At that point we got around to content. Who decides what is important to teach? What is considered vital, and what is restricted? Are subjects integrated with one another, or are they compartmentalized? What is the role of arts? Are they considered integral, or "extra"? Knowledge is web-like and interconnected, and math and art are everywhere, but the US education system has not seemed to recognize this in its traditional curriculum design.
We also have a rigidly defined school year, with semesters, and a fixed curriculum that must be "covered" by a certain time. This means that constant, consistent attendance is a must, and traveling commitments or illness can lead to "missing the boat" and being significantly delayed in that fixed program. A stigma is attached to missing school, or to repeating a grade. However, repeating a grade can be very helpful. Our own experience has been that especially at the earliest level, repeating a year can lead to dramatic improvements in attention, and social success, which can lead to success later as a student progresses in the system.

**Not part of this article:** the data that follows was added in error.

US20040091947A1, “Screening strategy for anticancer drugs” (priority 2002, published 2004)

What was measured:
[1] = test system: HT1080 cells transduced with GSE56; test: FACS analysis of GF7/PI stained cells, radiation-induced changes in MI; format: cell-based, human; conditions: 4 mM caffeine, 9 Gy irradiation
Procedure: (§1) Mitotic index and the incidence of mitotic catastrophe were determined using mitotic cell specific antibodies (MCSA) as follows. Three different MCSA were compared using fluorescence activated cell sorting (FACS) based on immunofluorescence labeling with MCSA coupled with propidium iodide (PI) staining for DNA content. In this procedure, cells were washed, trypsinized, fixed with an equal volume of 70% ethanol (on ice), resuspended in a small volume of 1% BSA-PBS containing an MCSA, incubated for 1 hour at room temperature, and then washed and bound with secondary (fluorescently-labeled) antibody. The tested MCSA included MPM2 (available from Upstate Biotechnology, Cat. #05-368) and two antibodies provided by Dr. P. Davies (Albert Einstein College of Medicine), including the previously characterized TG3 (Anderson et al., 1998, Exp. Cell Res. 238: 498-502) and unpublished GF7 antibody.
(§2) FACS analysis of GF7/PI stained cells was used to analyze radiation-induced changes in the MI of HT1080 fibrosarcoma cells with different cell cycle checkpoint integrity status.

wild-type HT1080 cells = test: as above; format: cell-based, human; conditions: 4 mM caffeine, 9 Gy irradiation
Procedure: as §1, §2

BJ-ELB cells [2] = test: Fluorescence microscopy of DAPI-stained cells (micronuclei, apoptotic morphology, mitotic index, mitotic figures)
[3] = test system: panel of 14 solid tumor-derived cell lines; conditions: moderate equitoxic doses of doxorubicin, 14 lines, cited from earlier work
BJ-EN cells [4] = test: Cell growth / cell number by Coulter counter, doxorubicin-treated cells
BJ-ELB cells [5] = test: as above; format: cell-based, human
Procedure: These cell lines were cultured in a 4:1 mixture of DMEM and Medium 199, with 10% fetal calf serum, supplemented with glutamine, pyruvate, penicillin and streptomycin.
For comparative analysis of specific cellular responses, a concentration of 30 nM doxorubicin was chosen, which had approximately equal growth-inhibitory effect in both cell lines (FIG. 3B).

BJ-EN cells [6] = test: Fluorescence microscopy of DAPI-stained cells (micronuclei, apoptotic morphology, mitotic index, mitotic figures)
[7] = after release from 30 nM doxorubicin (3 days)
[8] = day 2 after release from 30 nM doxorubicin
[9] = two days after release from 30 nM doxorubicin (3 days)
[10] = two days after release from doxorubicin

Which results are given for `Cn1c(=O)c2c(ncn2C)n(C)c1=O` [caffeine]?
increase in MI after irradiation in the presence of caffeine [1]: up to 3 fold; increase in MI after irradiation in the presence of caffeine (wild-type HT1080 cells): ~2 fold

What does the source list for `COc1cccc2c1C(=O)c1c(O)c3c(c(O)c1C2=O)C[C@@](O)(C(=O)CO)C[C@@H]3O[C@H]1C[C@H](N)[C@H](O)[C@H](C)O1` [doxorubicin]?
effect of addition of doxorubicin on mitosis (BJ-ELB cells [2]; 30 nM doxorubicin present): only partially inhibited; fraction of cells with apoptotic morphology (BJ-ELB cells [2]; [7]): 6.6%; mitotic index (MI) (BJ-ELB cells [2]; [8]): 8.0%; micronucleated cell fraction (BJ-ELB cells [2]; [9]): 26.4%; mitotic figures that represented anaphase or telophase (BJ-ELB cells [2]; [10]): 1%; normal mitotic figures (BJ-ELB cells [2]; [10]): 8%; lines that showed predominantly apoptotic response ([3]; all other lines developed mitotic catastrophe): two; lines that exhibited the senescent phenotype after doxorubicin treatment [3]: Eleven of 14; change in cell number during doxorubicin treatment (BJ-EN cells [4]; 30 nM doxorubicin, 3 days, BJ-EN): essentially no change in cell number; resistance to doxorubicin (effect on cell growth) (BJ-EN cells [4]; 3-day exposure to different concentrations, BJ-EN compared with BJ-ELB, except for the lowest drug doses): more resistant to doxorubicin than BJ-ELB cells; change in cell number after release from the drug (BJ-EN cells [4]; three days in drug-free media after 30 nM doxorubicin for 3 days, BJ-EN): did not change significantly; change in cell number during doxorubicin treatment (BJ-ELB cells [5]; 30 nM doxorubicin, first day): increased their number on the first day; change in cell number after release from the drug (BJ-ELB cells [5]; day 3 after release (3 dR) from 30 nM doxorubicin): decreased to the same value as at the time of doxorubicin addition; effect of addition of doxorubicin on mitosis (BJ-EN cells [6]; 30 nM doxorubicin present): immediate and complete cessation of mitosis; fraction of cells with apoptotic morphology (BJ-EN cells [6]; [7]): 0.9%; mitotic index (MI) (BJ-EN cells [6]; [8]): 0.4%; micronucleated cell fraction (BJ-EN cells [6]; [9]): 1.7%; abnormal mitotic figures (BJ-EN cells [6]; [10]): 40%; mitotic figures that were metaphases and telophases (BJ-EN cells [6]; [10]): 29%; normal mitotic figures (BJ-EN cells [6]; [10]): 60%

Individual learning styles vary a lot, and attention to those styles can be very helpful, but isn't necessarily that common. Teacher and parent expectations combine with those styles in interesting ways. Indeed, at the end of this discussion we agreed that there was a lot more we could talk about! (Like why does math have such a reputation for being hard? Or what about people who establish their own schools for specialized skills like kung fu etc.?)
Thanks very much to Erin for coming to chat with me. I'm a little behind (as you may be able to tell) on my reports, but I hope to catch up this week. This Thursday's discussion (9/19, 11am PDT on Google+) will be about personal faith in worldbuilding and stories. I hope to see you there!